When asked Monday about the Miami Dolphins' quarterback situation, coach Brian Flores paused for nearly 8 secondsbefore he answered.
That was plenty of time to stir up even more speculation regarding when top draft pick Tua Tagovailoa might make his NFL debut.
Ryan Fitzpatrick threw two interceptions and had a passer rating of 66 in Sunday's 31-23 loss to Seattle, which dropped the Dolphins to 1-3.
But it's unclear whether the Dolphins believe Tagovailoa has learned the offense well enough to take over Sunday at San Francisco, and whether they're ready to expose him to an NFL pass rush less than a year after a serious hip injury ended his Alabama career.
“Look, I understand where everybody is coming from with Tua,” Flores said. “I get all that. At the same time, he’s a young player. He’s coming off the injury. We’ll make the decision on the starter, but I would presume that’s going to be Fitzpatrick.”
Tagovailoa watched again Sunday while two other rookie quarterbacks, the Bengals' Joe Burrow and the Chargers' Justin Herbert, played well. Flores said that doesn't factor into his thinking, and said his 8-second pause didn't signal a QB change was imminent.
Switching to Tagovailoa would mean exposing his surgically repaired hip behind an offensive line with two rookies.
“He has checked all the boxes from a medical standpoint,” Flores said. "(But) the honest thing for me is if it was my kid and he had a serious injury like that, I wouldn’t want his coach to be rushed to throw him in there because of media pressure or anything like that.
"No one is going to pressure me into doing anything. When we feel like he’s ready to go, we’ll put him in."
The Dolphins have lost 24 of their past 33 games, but Flores' players seemed to take the latest loss particularly hard, perhaps reflecting that he has raised the bar regarding expectations within the locker room.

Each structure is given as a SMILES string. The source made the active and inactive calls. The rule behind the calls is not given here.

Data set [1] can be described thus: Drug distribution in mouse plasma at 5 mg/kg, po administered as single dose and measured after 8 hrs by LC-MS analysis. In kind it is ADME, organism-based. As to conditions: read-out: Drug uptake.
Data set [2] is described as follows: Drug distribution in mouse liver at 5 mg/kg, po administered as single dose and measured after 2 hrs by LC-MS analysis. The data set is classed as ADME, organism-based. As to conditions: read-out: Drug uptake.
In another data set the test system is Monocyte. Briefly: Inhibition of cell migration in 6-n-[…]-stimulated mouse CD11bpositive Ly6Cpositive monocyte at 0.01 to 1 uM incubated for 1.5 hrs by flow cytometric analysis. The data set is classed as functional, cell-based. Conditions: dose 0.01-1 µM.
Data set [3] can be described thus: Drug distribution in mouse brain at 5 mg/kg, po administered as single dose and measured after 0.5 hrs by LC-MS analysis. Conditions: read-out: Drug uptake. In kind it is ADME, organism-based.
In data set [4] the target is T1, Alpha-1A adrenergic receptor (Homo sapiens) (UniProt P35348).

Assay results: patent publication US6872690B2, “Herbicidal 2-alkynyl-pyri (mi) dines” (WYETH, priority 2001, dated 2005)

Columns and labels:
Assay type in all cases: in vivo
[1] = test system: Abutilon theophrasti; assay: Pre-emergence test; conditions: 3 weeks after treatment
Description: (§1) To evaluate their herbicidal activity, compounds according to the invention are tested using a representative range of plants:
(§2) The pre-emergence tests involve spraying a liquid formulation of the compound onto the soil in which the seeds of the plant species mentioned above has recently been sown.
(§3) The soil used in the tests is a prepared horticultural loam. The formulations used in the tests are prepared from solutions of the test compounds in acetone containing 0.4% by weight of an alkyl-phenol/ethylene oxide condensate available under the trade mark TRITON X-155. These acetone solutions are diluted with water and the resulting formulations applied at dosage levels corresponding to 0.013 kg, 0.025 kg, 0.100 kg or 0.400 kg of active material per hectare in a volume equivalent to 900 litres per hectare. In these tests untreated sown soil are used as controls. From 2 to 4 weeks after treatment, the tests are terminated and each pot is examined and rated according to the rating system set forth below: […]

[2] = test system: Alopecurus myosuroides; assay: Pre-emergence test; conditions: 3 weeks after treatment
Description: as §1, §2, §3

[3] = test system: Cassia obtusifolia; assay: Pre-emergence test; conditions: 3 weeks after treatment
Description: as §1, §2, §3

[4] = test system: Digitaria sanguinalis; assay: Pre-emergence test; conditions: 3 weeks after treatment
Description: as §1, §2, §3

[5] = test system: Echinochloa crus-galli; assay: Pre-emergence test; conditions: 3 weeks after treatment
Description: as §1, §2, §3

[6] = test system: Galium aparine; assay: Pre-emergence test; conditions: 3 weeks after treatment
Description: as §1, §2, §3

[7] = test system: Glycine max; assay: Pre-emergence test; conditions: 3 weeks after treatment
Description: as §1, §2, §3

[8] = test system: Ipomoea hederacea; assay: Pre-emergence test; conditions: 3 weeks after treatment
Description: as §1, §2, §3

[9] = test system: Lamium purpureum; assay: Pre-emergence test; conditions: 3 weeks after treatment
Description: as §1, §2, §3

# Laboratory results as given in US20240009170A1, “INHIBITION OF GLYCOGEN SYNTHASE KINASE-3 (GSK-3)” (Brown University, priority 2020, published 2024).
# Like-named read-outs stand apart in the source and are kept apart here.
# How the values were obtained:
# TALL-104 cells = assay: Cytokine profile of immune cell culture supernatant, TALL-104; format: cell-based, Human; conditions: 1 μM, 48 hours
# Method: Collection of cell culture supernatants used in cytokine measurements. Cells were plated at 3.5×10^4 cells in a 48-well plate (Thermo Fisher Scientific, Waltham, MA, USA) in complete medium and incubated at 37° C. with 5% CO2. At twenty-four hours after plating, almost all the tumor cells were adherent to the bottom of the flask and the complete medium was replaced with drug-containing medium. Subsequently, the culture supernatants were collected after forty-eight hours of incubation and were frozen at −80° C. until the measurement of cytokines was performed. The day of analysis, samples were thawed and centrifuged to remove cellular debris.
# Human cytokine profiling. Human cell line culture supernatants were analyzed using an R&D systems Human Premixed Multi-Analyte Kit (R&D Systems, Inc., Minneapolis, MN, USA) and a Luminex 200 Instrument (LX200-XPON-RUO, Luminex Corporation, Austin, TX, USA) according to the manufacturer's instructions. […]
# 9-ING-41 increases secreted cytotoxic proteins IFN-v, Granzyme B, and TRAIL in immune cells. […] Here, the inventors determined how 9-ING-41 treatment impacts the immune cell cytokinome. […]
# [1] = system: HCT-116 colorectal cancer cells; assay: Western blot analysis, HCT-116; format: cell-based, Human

Miami has been outscored 96-93.
“We’re 1-3 in close games, and that stinks,” center Ted Karras said. “But we’re just going to keep fighting, keep grinding. The only way is to work your way out of it.”
WHAT NEEDS HELP
Miami isn't going to gain much ground on mediocrity until glaring issues with the pass defense are resolved. Seattle's Russell Wilson dominated the Dolphins for 360 yards and two scores, and they rank last in the NFL at 6.6 yards allowed per play, largely because they rank last at 9.3 yards allowed per pass.
That’s worse than in 2019, when they allowed a franchise-record 494 points.
“I’m not going to sit here and tell you we’re trash,” safety Bobby McCain said. “Because we’re not. We’ve just got to be better.”
Miami allowed an NFL-high 39 touchdown passes last year, and two significant offseason acquisitions at cornerback haven't helped.
Newcomer Byron Jones, the Dolphins' highest-paid player, has missed the past two games because of groin and Achilles injuries. First-round draft pick Noah Igbinoghene struggled again Sunday, when he busted coverage on a 57-yard pass in the final seconds of the first half to set up a Seattle touchdown and was later beaten for another score.
DeVante Parker was plagued by injuries early in his career but has learned to play hurt. He went to the locker room early in Sunday's game with an ankle issue, but returned and finished with a career-high 10 catches, the most by a Miami receiver since 2017, for 110 yards.
“As you get older, you realize it’s something you can play through,” Parker said. “Opportunity comes my way, I've got to make the plays, injured or not.”
Fitzpatrick took blame for the loss but said his arm was hit on both interceptions. He threw for 315 yards, ran for a team-high 47 and led an offense that totaled 25 first downs, but Miami settled for field goalson five consecutive scoring drives.
Jones returned to practice last week, and the Dolphins hope he can rejoin the lineup Sunday.
0-2 — the Dolphins' home record. They went 3-5 at home last year.
The Dolphins' game Sunday at San Francisco (2-2) will be their first there since 2012, and their first on the West Coast since 2017.
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